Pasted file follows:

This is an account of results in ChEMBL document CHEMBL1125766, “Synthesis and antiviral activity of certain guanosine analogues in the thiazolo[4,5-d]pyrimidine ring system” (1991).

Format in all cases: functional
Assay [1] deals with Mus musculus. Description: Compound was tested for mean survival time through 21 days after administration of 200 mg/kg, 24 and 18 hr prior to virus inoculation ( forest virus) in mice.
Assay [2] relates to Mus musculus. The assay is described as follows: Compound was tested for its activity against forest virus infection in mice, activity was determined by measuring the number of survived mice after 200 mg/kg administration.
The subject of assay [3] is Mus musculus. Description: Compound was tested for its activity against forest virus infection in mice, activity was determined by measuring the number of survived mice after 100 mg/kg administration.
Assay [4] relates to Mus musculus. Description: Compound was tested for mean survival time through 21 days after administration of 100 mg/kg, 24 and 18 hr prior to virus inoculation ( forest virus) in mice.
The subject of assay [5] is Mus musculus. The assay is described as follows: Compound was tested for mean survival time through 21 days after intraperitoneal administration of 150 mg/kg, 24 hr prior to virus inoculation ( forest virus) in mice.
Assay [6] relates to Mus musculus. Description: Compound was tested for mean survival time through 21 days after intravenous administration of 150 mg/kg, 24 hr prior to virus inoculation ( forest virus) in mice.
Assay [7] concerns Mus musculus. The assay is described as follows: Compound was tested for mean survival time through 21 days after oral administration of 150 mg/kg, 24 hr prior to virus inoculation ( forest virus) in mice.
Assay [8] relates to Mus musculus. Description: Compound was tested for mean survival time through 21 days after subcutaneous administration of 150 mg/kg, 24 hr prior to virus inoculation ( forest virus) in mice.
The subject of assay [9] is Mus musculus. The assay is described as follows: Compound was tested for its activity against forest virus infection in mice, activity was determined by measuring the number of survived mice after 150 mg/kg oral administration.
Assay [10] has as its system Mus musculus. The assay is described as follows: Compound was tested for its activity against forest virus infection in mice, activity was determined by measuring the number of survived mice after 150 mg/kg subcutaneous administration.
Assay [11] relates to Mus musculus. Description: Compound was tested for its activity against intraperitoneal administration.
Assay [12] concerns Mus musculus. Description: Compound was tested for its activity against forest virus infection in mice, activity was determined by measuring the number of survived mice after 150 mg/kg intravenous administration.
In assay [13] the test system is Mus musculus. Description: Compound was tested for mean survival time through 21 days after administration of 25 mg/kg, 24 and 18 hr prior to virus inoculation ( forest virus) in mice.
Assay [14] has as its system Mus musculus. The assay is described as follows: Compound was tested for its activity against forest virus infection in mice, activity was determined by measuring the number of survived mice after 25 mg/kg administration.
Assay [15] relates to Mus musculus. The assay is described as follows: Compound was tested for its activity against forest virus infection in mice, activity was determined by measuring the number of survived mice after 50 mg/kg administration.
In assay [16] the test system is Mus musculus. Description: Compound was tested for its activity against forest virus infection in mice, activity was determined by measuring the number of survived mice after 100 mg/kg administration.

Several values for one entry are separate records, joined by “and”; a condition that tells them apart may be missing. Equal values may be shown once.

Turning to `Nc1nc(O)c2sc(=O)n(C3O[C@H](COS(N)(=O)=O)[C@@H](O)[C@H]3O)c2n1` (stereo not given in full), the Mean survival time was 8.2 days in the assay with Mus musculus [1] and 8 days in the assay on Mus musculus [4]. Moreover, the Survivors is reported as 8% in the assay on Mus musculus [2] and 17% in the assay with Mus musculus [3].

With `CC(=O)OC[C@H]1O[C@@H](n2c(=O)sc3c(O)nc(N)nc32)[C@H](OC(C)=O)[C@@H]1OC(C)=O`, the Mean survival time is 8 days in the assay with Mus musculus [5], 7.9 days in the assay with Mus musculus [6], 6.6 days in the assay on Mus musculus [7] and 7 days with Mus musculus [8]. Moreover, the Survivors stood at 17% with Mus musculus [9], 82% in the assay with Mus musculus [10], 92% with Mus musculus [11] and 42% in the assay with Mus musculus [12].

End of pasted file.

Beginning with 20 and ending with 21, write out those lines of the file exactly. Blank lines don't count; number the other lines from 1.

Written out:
Turning to `Nc1nc(O)c2sc(=O)n(C3O[C@H](COS(N)(=O)=O)[C@@H](O)[C@H]3O)c2n1` (stereo not given in full), the Mean survival time was 8.2 days in the assay with Mus musculus [1] and 8 days in the assay on Mus musculus [4]. Moreover, the Survivors is reported as 8% in the assay on Mus musculus [2] and 17% in the assay with Mus musculus [3].

With `CC(=O)OC[C@H]1O[C@@H](n2c(=O)sc3c(O)nc(N)nc32)[C@H](OC(C)=O)[C@@H]1OC(C)=O`, the Mean survival time is 8 days in the assay with Mus musculus [5], 7.9 days in the assay with Mus musculus [6], 6.6 days in the assay on Mus musculus [7] and 7 days with Mus musculus [8]. Moreover, the Survivors stood at 17% with Mus musculus [9], 82% in the assay with Mus musculus [10], 92% with Mus musculus [11] and 42% in the assay with Mus musculus [12].